Surfing sucks. Don’t try it.
It’s the tag line of a good friend, Jaime, that got me thinking. He came up with it as a response to the zeitgeist phenomena that riding waves has become, and he’s got a point.
It does suck – it blows, big time
As anyone who has spent any length of time attempting to surf will know, finding the right spot, on the right day, at the right moment and not having to share this nirvana with a multitude of other hopeful searchers requires a level of commitment, knowledge, luck and zen that pushes any non-surfing onlooker into headspins of laughter, wonder and confusion.
All the planning, information gathering, driving and looking for what precisely? Expectation – hope of that perfect session – is always high, based exclusively on repeating the best session ever which is etched in memory in out-of-focus grainy black and white. More often than not, arrival at the “chosen spot” or “last/only hope” is greeted with a smug, just out of the water neoprene blimp waxing lyrical: “Oh it was great, you should have been here an hour ago / this morning / yesterday” or some other time equally past.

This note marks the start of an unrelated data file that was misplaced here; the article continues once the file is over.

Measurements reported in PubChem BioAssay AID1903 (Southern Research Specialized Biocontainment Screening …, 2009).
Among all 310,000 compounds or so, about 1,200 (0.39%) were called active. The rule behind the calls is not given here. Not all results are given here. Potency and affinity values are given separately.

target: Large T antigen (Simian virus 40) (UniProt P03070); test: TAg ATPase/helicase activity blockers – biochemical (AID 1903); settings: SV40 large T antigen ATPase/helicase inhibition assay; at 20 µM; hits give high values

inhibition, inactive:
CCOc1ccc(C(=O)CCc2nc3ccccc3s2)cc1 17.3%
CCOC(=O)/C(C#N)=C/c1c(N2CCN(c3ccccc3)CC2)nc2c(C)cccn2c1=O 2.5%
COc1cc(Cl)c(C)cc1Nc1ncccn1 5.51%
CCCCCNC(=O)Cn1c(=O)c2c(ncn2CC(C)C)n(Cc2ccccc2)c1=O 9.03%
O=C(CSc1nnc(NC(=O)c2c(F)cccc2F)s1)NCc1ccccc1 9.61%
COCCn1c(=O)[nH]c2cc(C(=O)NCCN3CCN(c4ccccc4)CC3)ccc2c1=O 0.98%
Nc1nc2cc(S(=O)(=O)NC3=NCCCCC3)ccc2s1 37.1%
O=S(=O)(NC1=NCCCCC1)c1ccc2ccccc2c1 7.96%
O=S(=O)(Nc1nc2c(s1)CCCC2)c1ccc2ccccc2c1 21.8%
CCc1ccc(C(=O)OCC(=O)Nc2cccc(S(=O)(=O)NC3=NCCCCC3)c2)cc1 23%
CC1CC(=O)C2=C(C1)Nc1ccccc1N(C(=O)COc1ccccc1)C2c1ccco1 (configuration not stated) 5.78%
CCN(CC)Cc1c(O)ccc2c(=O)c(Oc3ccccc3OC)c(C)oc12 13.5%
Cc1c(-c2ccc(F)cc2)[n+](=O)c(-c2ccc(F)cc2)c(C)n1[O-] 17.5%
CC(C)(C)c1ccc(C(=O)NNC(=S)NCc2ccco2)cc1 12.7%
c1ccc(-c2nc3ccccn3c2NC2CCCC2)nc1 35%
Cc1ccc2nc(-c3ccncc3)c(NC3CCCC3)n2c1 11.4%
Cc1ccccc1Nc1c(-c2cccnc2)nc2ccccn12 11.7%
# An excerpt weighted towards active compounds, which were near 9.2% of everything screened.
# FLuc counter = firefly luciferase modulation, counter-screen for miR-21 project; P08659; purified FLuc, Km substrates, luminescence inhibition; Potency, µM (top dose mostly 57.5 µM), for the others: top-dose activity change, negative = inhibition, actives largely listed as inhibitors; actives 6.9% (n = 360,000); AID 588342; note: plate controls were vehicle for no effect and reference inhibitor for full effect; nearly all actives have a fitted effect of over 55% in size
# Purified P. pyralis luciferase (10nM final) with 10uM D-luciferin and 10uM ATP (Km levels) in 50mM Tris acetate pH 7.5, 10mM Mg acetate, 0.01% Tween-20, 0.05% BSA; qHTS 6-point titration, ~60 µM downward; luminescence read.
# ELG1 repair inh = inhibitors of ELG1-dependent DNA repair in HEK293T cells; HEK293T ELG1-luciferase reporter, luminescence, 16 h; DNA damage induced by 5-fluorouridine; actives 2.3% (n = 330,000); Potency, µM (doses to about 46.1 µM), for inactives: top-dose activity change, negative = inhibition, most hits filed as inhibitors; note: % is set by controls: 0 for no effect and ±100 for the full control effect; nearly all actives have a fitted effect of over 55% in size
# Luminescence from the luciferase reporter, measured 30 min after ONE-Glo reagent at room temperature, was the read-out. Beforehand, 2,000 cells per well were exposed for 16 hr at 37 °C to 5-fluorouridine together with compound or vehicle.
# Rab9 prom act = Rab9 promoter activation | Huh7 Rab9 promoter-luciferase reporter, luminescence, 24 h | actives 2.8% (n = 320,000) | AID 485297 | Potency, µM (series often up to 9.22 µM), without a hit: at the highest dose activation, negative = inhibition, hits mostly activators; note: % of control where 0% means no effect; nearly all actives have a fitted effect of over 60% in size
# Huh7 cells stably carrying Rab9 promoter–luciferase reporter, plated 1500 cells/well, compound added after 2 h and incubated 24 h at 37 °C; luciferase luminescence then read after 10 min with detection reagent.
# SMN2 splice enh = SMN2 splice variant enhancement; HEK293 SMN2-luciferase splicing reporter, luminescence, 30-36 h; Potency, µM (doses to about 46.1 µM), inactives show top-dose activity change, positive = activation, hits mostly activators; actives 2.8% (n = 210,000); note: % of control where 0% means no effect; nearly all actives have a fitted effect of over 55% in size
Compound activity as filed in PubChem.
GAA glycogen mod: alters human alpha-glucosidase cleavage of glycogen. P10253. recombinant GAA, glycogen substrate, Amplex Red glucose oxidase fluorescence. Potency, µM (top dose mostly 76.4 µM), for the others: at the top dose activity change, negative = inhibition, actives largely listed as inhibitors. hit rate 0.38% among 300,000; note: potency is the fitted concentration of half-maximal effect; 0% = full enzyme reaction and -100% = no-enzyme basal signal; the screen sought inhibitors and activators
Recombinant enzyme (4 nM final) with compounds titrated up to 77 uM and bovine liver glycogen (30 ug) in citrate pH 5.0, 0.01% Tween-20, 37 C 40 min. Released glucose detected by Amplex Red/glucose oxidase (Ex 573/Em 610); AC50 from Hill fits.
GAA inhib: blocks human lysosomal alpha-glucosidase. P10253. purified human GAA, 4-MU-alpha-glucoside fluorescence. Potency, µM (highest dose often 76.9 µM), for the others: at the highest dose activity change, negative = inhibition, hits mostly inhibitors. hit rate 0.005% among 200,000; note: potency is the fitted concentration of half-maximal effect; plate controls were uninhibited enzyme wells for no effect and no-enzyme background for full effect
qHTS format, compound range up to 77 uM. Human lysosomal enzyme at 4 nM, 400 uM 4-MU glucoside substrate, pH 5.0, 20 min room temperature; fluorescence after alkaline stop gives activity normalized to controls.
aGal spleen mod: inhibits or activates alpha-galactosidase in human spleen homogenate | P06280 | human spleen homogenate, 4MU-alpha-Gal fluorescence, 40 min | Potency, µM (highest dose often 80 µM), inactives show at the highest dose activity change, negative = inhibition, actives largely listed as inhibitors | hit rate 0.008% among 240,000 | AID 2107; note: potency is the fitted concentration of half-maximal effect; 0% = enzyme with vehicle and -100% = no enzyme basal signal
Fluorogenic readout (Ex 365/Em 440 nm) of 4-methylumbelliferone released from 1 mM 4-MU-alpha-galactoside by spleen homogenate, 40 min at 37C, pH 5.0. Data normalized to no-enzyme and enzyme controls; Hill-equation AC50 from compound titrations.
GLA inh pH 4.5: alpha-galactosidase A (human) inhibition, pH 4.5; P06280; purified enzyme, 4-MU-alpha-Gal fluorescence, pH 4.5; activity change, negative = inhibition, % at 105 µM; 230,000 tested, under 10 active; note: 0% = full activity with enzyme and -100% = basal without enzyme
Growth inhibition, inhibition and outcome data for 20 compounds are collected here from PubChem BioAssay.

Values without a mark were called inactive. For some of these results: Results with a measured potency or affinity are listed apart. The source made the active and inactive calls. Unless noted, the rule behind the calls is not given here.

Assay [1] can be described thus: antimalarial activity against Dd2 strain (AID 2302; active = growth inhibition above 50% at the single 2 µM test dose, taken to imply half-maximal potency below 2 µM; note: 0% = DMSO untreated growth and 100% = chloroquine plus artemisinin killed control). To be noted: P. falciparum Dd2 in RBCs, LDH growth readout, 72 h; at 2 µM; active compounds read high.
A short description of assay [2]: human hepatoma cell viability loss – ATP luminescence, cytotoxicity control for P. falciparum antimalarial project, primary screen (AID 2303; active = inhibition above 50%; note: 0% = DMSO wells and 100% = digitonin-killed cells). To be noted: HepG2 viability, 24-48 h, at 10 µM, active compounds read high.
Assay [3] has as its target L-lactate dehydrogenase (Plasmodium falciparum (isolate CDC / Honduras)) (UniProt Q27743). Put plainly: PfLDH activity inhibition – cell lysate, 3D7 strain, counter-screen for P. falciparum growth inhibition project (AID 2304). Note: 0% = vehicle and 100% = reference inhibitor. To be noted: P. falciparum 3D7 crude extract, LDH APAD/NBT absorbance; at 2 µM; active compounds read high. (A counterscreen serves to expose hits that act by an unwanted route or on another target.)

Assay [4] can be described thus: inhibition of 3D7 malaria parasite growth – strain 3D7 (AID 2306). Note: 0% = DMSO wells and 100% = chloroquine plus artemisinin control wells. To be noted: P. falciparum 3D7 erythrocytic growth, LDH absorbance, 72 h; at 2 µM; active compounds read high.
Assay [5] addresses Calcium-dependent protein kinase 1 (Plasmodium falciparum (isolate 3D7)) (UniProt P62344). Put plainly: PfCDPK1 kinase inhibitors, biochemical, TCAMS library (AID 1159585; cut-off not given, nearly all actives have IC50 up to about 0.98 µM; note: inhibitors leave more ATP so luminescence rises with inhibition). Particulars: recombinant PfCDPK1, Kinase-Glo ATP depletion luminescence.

Or else there are fifty people in the water.
Or else there are nine in, at least half of which are pumped up locals and the take-off zone is the size of a gnat’s arse.
Or else the wind just went onshore.
Or else the tide’s too high / too low / too mid.
Or else the swell’s dropped.
Or else there’s a competition on.
Or else there’s ban due to a shark / tsunami / pollution.
Or else you get an ear infection.
And so on, and on.
In fact, the total number of external pervading factors that must coincide for a good session are astounding and should really make surfing extinct. What are the chances?
And for what? This is the part where I say how catching a wave makes up for it all, recompenses the effort and stress it causes. Maybe. But just maybe surfing causes an irrevocable shift in priorities in a person’s life – to do it at all, it must. Where you holiday, where you live, what job, what car, who you talk to and end up being friends with after passing fruitless hours waiting and staring at the ocean. It’s not just a shift but an alteration, and the quest for “that great session” is the junkie’s next fix.
For what? Surfing sucks – don’t try it.